SNC-Lavalin affair raises the issue of the role of former judges

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Prime Minister Justin Trudeau Trudeau speaks to reporters in Sudbury, Ont. (Sean Kilpatrick/Canadian Press)

The SNC-Lavalin scandal has proven to be an insatiable beast with tentacles reaching deep into the political and legal worlds — perhaps even as far as the Supreme Court of Canada.

Politically, the allegations of interference with the justice system have deeply damaged the “sunny ways” Liberal brand and catapulted the Conservative Party ahead of Prime Minister Justin Trudeau in pre-election opinion polls. And, as most scandals do, the SNC affair has led to a series of high-profile resignations. Former minister of justice and attorney general Jody Wilson-Raybould may have been the first out the door, but her departure was quickly followed by the principal secretary to the prime minister, Gerald Butts, the president of the Treasury Board, Jane Philpott, and, most recently, the clerk of the Privy Council, Michael Wernick.

The government, in its scramble to defuse the political crises, launched a half-hearted study into the allegations before the Liberal-controlled justice committee appointed Anne McLellan to advise the PMO on the role of justice minister and attorney general in cabinet.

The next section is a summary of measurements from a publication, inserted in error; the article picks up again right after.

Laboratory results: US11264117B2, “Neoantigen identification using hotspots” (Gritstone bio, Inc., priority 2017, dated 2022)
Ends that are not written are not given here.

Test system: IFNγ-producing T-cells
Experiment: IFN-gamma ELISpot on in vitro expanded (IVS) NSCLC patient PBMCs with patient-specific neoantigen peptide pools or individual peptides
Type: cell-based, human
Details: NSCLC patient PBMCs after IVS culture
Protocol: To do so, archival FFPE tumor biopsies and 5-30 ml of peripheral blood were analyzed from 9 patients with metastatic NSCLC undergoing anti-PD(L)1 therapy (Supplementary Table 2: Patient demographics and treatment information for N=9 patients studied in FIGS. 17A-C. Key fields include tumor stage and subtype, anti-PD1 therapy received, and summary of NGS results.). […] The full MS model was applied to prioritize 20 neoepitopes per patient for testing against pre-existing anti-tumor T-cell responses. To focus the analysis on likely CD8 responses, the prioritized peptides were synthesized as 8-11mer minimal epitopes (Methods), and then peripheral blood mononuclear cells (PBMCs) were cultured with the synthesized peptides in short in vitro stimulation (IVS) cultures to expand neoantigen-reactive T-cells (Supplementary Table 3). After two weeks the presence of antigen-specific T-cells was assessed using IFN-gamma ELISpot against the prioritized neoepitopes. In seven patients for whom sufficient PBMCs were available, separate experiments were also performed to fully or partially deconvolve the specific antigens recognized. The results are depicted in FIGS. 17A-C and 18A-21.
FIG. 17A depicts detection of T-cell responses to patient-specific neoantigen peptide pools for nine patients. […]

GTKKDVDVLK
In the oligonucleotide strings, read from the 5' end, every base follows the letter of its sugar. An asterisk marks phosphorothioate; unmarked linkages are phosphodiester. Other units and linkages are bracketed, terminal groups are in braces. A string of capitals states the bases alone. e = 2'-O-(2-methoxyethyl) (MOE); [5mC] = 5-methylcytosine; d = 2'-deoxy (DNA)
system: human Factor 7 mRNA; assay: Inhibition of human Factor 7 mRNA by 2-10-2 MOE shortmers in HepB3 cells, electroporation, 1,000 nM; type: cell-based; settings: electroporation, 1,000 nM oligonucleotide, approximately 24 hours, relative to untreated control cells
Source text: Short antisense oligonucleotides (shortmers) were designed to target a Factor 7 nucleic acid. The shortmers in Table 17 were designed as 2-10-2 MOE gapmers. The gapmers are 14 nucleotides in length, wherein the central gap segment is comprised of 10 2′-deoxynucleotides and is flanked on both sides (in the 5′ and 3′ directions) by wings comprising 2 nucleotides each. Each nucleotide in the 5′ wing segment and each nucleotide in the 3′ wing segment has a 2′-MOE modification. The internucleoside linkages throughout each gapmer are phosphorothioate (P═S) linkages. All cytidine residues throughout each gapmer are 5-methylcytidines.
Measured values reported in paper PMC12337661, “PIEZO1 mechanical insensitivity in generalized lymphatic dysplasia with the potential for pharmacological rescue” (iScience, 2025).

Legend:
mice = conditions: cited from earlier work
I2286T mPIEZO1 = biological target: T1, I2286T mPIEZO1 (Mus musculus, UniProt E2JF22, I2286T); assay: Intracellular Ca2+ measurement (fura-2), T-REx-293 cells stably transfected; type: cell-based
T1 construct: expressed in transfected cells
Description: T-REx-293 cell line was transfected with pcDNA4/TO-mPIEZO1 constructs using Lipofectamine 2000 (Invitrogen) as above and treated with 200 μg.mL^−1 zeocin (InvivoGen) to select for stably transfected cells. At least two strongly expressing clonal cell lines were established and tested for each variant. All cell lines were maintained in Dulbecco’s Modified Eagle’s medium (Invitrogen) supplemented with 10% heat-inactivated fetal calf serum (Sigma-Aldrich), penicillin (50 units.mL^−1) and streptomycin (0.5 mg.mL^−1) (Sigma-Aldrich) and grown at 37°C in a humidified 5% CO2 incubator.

But none of this, rightly so given that the rule of law is at stake, has quieted the continuing questions about Trudeau’s integrity and his leadership.

And now there seems to be a rising grumbling that the legal profession should consider what activities former judges can be permitted to engage in after retirement.

After all, the short history of the SNC scandal does reveal a who’s who of the legal profession.

Former Supreme Court of Canada judge Frank Iacobucci, who is now senior counsel at the law firm Torys, was actively involved in SNC-Lavalin’s defence — even signing his name to a letter to the Public Prosecution Service advocating for a deferred persecution agreement.

Wilson-Raybould hired former Supreme Court justice Thomas Cromwell to provide her with legal advice about the scope and application of solicitor-client privilege.

Even the PMO got into the former judge game by floating the idea of retaining former Supreme Court Chief justice Beverley McLachlin to provide a legal opinion on deferred prosecution agreements.

The re-examination of permissible post-judicial activities may all just be a convenient distraction for those who wish to turn the channel away from the actions of the prime minister and his office. But there may be some merit considering what activities judges should be permitted to engage in during their golden years.

Should judges go gently into the good night of retirement? Or should they rage, rage against the dying of the light?

Should former judges have been involved in the SNC case at all? MORE

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